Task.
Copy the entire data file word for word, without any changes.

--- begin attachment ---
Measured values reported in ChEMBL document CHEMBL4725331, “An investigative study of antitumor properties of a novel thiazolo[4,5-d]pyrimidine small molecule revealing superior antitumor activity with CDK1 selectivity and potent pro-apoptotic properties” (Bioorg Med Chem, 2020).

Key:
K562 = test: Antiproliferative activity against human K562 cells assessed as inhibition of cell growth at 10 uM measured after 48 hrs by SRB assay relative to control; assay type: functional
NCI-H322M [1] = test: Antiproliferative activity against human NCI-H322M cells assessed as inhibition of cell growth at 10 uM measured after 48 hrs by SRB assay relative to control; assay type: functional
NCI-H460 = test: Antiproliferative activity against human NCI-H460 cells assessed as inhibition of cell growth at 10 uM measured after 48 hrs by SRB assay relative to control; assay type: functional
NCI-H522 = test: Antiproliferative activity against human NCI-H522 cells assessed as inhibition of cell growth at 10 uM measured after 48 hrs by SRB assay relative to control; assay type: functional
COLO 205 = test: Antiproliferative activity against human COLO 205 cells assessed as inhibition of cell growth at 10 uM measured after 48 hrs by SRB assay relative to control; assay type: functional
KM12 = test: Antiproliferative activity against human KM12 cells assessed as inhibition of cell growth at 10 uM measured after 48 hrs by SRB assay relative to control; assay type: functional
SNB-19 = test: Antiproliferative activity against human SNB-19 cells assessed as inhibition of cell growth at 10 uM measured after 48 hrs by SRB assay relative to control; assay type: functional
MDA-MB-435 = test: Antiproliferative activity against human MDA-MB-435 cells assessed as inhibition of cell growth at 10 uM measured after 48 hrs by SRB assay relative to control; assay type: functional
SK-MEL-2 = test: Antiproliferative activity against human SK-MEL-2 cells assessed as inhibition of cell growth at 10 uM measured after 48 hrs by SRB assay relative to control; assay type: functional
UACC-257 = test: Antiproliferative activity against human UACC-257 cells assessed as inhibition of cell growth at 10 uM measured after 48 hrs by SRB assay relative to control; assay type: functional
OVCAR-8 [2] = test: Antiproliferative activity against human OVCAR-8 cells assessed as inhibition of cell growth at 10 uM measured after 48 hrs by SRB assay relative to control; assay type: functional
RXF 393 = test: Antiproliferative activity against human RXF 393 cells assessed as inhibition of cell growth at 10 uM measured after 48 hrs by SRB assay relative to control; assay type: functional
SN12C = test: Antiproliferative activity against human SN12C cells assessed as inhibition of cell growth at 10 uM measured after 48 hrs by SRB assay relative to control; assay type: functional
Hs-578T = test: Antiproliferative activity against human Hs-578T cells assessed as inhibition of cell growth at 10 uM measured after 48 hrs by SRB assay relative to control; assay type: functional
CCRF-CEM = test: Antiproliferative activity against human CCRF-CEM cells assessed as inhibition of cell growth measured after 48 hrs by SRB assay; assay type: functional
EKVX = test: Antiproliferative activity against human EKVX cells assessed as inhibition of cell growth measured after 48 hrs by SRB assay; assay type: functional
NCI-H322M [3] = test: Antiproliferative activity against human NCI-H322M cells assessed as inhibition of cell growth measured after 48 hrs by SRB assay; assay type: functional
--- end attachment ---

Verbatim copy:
Measured values reported in ChEMBL document CHEMBL4725331, “An investigative study of antitumor properties of a novel thiazolo[4,5-d]pyrimidine small molecule revealing superior antitumor activity with CDK1 selectivity and potent pro-apoptotic properties” (Bioorg Med Chem, 2020).

Key:
K562 = test: Antiproliferative activity against human K562 cells assessed as inhibition of cell growth at 10 uM measured after 48 hrs by SRB assay relative to control; assay type: functional
NCI-H322M [1] = test: Antiproliferative activity against human NCI-H322M cells assessed as inhibition of cell growth at 10 uM measured after 48 hrs by SRB assay relative to control; assay type: functional
NCI-H460 = test: Antiproliferative activity against human NCI-H460 cells assessed as inhibition of cell growth at 10 uM measured after 48 hrs by SRB assay relative to control; assay type: functional
NCI-H522 = test: Antiproliferative activity against human NCI-H522 cells assessed as inhibition of cell growth at 10 uM measured after 48 hrs by SRB assay relative to control; assay type: functional
COLO 205 = test: Antiproliferative activity against human COLO 205 cells assessed as inhibition of cell growth at 10 uM measured after 48 hrs by SRB assay relative to control; assay type: functional
KM12 = test: Antiproliferative activity against human KM12 cells assessed as inhibition of cell growth at 10 uM measured after 48 hrs by SRB assay relative to control; assay type: functional
SNB-19 = test: Antiproliferative activity against human SNB-19 cells assessed as inhibition of cell growth at 10 uM measured after 48 hrs by SRB assay relative to control; assay type: functional
MDA-MB-435 = test: Antiproliferative activity against human MDA-MB-435 cells assessed as inhibition of cell growth at 10 uM measured after 48 hrs by SRB assay relative to control; assay type: functional
SK-MEL-2 = test: Antiproliferative activity against human SK-MEL-2 cells assessed as inhibition of cell growth at 10 uM measured after 48 hrs by SRB assay relative to control; assay type: functional
UACC-257 = test: Antiproliferative activity against human UACC-257 cells assessed as inhibition of cell growth at 10 uM measured after 48 hrs by SRB assay relative to control; assay type: functional
OVCAR-8 [2] = test: Antiproliferative activity against human OVCAR-8 cells assessed as inhibition of cell growth at 10 uM measured after 48 hrs by SRB assay relative to control; assay type: functional
RXF 393 = test: Antiproliferative activity against human RXF 393 cells assessed as inhibition of cell growth at 10 uM measured after 48 hrs by SRB assay relative to control; assay type: functional
SN12C = test: Antiproliferative activity against human SN12C cells assessed as inhibition of cell growth at 10 uM measured after 48 hrs by SRB assay relative to control; assay type: functional
Hs-578T = test: Antiproliferative activity against human Hs-578T cells assessed as inhibition of cell growth at 10 uM measured after 48 hrs by SRB assay relative to control; assay type: functional
CCRF-CEM = test: Antiproliferative activity against human CCRF-CEM cells assessed as inhibition of cell growth measured after 48 hrs by SRB assay; assay type: functional
EKVX = test: Antiproliferative activity against human EKVX cells assessed as inhibition of cell growth measured after 48 hrs by SRB assay; assay type: functional
NCI-H322M [3] = test: Antiproliferative activity against human NCI-H322M cells assessed as inhibition of cell growth measured after 48 hrs by SRB assay; assay type: functional